One of the biggest problems wih RAC is getting it installed. It’s not something I do often – which means it takes me far too long when I need to do it. But sometimes you’ve just got to go ahead and find the time. Three or four years ago I built myself a RAC stack – four nodes, because that’s the minimum number for sensible testing. (If you want to know why: two nodes is a very special case because you don’t have to worry about three-way negotiations; three nodes is a special case because if you’re testing failure scenerios then three nodes fails to two nodes – which is a special case. So four nodes is the smallest generic RAC installation – and that’s ignoring the question of standby systems, of course.)
That’s four boxes I built from kits, an old laptop to do iSCSI emulation, and a 250GB external drive. I’ve got two routers there, one for the public network, one for the private; the boxes have 2GB of RAM and dual core 3GHz pentium chips, and the O/S is Redhat. When I use it I tend to use Cygwin on my laptop and run up lots of telnet sessions. The system is very good for testing failures and node evictions because even with two big fans and a 4″ air gap (the white bits are polystyrene spacer blocks) the third box down tends to overheat and crash after about 45 minutes – so most of the time I’m actually only using a three-node RAC.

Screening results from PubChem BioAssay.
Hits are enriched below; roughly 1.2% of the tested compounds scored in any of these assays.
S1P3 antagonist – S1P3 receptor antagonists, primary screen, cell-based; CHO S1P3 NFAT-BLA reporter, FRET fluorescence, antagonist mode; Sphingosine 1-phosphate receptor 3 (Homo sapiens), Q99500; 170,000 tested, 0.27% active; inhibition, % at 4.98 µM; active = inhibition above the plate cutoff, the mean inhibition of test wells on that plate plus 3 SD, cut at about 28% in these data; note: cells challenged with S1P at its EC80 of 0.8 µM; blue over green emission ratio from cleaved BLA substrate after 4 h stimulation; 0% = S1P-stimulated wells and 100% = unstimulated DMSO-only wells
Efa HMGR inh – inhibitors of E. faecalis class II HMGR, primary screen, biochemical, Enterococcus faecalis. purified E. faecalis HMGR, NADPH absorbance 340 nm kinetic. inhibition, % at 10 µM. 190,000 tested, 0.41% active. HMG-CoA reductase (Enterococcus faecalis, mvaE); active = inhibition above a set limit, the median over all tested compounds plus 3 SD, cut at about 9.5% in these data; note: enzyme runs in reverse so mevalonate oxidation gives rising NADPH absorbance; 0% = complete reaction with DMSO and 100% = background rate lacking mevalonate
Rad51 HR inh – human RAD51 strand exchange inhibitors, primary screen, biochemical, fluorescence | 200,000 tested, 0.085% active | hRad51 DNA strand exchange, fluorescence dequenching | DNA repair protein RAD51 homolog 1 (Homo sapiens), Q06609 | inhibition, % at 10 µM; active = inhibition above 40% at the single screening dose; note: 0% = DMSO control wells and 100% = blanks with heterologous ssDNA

Anyway, the reason for showing you this picture is because I’ve finally retired the old boxes and got some new kit. My new RAC stack, costing only £1,600, is on the right. As you can see, it’s a laptop (for people with big laps).
It’s got 16GB of RAM, 2 x 500GB discs, and a 2nd generation i7 quad-core CPU which – according to Windows 7 Pro – is also capable of double-threading. I haven’t actually had time to set up the RAC system yet (I think I’ll have a couple of free days for that around the end of August), I’ve only got as far as installing a basic Linux virtual machine as the first step in the process. But for the photo I created four virtual Windows XP Pro machines under VMWare, then started six Oracle instances across the four machines. The battery lasted about 90 minutes, but apart from that I think I’ve got a good indication that it will handle a four-node linux RAC with a windows Grid Control front-end if I want it to.
Footnote: Every time I buy some new kit (which is about once a year) I am stunned by the rate of change. My first PC cost me £2.300: it was an Apple II with the full 64KB of RAM, 2 x 360KB floppy disc drives (5.25″), 1MHz CPU (6502) and the special graphics card that allowed something like 320 x 250 pixels – and Visicalc was still faster than Excel on my latest laptop.